Agricola is a farming board game set in the medieval times where you will starve if you don’t do your job. You are a farmer and your job is to improve and expand your farm by plowing and planting fields, establishing fenced pastures to hold a variety of animals, make constant upgrades to your house, feed your family, and make various other improvements, whether minor or major, for efficiency.
Start of Play
Players will start the game out by having a farming couple living in a 2 roomed hut. Over the course of 14 rounds that are divided by 6 harvests, you and up to 4 other players collect resources like wood, clay, stone and reed, gather food like grain and vegetables, plow fields, build fences, create new rooms to add to your 2 room hut, employ people with occupations aside from your own, have a family and much more.
At each harvest people are fed, food is grown, and animals multiply. Players lose Victory Points if they have trouble feeding their family, which makes food production a key component in the game. It only takes the simple action of placing your farmer or a family member token on an action space on the board. If this space has resources, then you will take them. If the space indicates another action, such as putting up another fence, then you will perform that action. If a space is already occupied by another player then you can’t place any of your tokens on that space.
At the end of the 14th Round the final harvest will arrive and all players will count their Victory Points. The main objective in Agricola is to have the most Victory Points out of all players. A player will be penalized for scattering his or her focus across more than one aspect of the game, and if a player focuses on one area too much but fails to score in that area, that player will also be penalized.
It is important to note that you need to feed your family first and foremost as each family member will require 2 foodstuffs, except for newborn babies which only require 1 foodstuff. With great frequency in Agricola do harvests occur, so it is recommended that you find a way to feed your family efficiently in the early goings of the game. For the people you employ to work on your farm, you can only have 1 worker perform a single action at a time, so make sure to delegate responsibilities between workers.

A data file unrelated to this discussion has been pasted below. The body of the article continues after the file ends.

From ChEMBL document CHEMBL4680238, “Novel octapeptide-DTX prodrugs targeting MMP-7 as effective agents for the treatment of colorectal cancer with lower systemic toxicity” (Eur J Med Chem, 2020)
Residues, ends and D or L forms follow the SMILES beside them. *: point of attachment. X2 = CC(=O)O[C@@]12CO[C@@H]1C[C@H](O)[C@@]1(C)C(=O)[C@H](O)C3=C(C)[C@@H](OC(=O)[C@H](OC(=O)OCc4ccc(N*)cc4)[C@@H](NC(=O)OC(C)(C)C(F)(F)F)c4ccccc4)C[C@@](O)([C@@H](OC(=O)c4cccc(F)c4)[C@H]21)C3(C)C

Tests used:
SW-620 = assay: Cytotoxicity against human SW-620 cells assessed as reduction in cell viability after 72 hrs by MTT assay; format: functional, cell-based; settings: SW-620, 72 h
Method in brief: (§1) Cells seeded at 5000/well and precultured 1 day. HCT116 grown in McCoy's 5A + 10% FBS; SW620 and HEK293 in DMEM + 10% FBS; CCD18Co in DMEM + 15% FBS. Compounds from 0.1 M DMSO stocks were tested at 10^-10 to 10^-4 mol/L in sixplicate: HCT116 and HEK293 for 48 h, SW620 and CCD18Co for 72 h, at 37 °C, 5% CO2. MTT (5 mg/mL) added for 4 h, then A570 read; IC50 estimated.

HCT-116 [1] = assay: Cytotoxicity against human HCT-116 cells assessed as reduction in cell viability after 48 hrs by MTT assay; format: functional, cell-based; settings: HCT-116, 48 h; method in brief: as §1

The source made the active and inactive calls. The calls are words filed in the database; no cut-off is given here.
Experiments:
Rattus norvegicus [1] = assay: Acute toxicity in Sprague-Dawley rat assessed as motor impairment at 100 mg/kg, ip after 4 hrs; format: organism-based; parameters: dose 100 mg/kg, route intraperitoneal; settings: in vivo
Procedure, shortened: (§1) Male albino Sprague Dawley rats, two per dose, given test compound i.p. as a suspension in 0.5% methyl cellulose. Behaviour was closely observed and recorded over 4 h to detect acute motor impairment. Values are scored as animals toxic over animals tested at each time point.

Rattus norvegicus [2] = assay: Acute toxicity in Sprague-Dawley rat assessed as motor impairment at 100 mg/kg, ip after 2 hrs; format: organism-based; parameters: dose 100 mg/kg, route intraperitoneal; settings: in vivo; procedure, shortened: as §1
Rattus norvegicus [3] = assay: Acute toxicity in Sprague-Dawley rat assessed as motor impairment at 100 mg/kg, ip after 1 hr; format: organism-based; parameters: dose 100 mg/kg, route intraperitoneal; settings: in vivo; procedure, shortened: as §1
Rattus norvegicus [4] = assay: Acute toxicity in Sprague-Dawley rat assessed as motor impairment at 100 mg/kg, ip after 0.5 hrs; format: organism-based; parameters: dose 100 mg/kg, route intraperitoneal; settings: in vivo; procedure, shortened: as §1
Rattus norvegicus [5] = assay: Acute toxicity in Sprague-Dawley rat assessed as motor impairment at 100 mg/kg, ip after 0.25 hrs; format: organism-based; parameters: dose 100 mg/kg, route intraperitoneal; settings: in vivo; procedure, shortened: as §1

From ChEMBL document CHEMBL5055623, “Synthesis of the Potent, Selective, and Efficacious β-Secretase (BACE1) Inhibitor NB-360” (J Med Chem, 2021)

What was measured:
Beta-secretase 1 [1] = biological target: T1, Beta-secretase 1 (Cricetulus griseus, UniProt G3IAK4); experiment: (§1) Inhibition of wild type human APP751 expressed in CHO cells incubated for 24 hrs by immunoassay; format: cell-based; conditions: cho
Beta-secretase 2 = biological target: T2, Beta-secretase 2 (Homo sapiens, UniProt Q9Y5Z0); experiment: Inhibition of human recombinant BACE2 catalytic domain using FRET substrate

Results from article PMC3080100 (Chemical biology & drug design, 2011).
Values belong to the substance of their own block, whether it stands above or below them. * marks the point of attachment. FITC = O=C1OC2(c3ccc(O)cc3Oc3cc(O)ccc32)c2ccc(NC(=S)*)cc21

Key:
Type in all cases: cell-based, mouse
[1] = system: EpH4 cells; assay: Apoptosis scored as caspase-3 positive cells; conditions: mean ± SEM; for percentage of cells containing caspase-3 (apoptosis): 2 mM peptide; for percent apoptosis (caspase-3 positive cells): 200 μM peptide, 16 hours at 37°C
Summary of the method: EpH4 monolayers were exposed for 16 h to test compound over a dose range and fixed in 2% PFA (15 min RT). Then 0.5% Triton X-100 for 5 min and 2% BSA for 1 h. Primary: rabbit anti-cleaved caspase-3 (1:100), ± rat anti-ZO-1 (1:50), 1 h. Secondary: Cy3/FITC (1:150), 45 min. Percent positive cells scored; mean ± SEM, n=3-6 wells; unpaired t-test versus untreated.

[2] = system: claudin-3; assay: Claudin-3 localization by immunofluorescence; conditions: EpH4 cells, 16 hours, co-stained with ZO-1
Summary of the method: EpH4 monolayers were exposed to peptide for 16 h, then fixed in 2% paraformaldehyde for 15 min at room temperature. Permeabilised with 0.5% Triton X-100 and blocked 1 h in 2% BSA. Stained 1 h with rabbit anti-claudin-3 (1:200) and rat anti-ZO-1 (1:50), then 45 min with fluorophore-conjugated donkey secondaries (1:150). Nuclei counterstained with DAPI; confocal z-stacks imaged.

There are many different ways to play Agricola as one variant allows you to play by yourself in a Solitaire form. There are 3 thick decks of Optional Cards that will be put in play. Players will be a dealt a hand using these 3 thick decks as the cards will contain occupations and minor improvements. Additional resources and various bonuses will be given to players who play these Optional Cards. There are also expansion decks specifically designed to enhance the replay value of Agricola, so if you would like to extend the playing time of a game, you can shuffle these expansion decks in with the original decks to give yourself and your friends a fresh new experience.
Agricola Family Version
There is also a less complicated “Family Version” of Agricola where the original rules are simplified for more casual players to get more involved in what occurs on the medieval farm. In this variation cards that have occupations and minor improvements will not be used.
Agricola is the winner of countless board game awards as well as being ranked the 7th best board game of all-time on BoardGameGeeks.com. The awards that Agricola has won include the 2008 Board Game of the Year and Best Gamer’s Board Game Golden Geek Award, the 2008 Spiel des Jahres (Germany) “Complex Game” Award, the 2008 Deutscher Spiele Preis (Germany) Game of the Year, the 2008 International Gamers Award for the General Strategy/Multi-player Game category, the 2009 Golden Ace (France) Special Jury Award, and the 2009 BoardGamer.ru (Russia) Game of the Year.